Illustration of the profile of Janine Crawford and another person facing each other

Their Eyes Were Watching God

by Zora Neale Hurston

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In "Their Eyes Were Watching God", which type of love had the most impact on Janie?

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In Hurston's Their Eyes Were Watching God, protagonist Janie is first awakened to love and desire when she and Johnny Taylor kiss. Much to the chagrin of Nanny, her grandmother, Janie is aware of romance and must, at least in Nanny's eyes, be married off for her own good. Nanny arranges for Janie to marry Logan Killicks, an older man who owns a farm. Nanny believes that it is best for Janie to have security and that love can come later. Janie protests, but she has no choice in the matter and marries Logan.

While married to Logan, Janie is dismayed to find that she does not, in fact, develop romantic feelings for him. He treats her as a helper and fellow worker. One day, a suave man named Joe Starks passes through town and sweet-talks Janie. She is won over, thinking he will be the fulfillment of her desires, the ones that first sprouted as she lay under the pear tree watching it blossom before she kissed Johnny Taylor. Janie runs away with Joe, and they settle in Eatonville, an all-black town in Florida, where Joe becomes mayor. As the wife of the mayor, Janie is placed on a pedestal and expected to behave in a very specific way. Joe does not allow her to interact with the townsfolk or to take part in their fun-loving conversations on the porches of Eatonville. He makes her tie her hair up in a scarf because he is jealous that another man may see Janie and desire her. The unhappy marriage eventually ends when Joe dies. Janie has learned through this relationship that she never wants to be owned by a man again. She is looking forward to her independence.

After Joe's death, Janie begins interacting with a younger man named Tea Cake. He impresses her with his playfulness and devotion. They play checkers and laugh and talk. Eventually, they fall in love, and they decide to marry and go to the Everglades together to work the muck. While there, a hurricane hits, and a rabid dog bites Tea Cake as he tries to save Janie. He goes mad and threatens to kill Janie, and she is forced to shoot him. From her relationship with Tea Cake, though it has a tragic end, Janie has learned that love is important in her life but that she must be treated as an equal. Though her marriage to Tea Cake is her best, Tea Cake does err a couple of times in significant ways: he runs off with her money once when they are still in Eatonville, and he beats her in the Everglades because he is jealous and concerned she was flirting with another man or that another man has eyes for her. Despite their problems, Janie and Tea Cake have an easygoing relationship that both enjoy without, generally speaking, making the other feel subservient. Even though the end of their relationship is tragic, Janie knows she has experienced real love and desire in her life, and she is content to live on her own and seek companionship in her friend Pheoby.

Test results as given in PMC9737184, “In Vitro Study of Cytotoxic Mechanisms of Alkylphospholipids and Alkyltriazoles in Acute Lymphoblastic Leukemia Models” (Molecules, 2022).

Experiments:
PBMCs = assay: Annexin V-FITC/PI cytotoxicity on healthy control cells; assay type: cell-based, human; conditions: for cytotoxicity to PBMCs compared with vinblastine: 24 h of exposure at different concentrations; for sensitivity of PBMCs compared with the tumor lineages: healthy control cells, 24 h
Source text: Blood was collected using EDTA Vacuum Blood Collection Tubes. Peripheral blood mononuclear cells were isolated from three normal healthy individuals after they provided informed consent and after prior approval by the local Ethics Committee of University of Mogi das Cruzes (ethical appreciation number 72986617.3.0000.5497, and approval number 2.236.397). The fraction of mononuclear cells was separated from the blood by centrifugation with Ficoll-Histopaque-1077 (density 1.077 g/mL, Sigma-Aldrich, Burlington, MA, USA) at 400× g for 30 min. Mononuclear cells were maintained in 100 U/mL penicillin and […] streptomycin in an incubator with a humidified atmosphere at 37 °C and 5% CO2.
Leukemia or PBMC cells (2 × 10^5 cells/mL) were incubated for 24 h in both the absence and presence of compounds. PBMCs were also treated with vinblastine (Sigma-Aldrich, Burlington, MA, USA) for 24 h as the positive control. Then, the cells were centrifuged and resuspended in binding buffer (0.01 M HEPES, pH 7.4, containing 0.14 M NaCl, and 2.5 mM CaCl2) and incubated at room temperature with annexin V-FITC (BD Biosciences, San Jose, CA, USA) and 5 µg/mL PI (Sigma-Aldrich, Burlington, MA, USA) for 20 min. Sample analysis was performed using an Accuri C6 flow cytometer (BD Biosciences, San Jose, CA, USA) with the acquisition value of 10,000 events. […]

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Janie’s first experiences with love were with Johnny Taylor, whom she kisses. Janie’s kissed Johnny in reaction to her budding sexuality. She had been curiously observing the process of sexual readiness and reproduction as evidenced in the natural environment. She neither loved Johnny Taylor nor aspired to become his wife. Instead, she simply wanted to satisfy her curiosity and to indulge in an impulsive desire.

 After discovering Janie’s caprice with Johnny Taylor, her grandmother, Nanny, arranges a marriage for her. Janie’s marriage to Logan Killicks represents her second experience with love. Logan, who is much older than Janie, is a land-owner who is considered prosperous by many. He is able to offer Janie a degree of economic stability and financial security. Yet, their marriage is lifeless and she does not love him. Consequently, she runs away with Joe Starks, who appeals to her romantic nature.

 Janie abandons Logan Killicks for Joe Starks because Joe offers her glimpses of a dream life, filled with delicacies. He promises her prominence and influence. However, she realizes that the only role that she plays in his dream is that of a trophy wife. Her physical appearance corresponds to his image of a mayor’s wife. His love for her is superficial and it is only after his death that she discovers a true love. 

Janie’s love for Tea Cake is genuine and true. She does not look to him for financial security or social status. While she is physically attracted to him, her desire stems from love and affection rather than simple physical yearning. She simply loves the man rather than his possessions or his prominence. She wants nothing from him except to him and to be loved by him. This is the love that most impacts and shapes her life.

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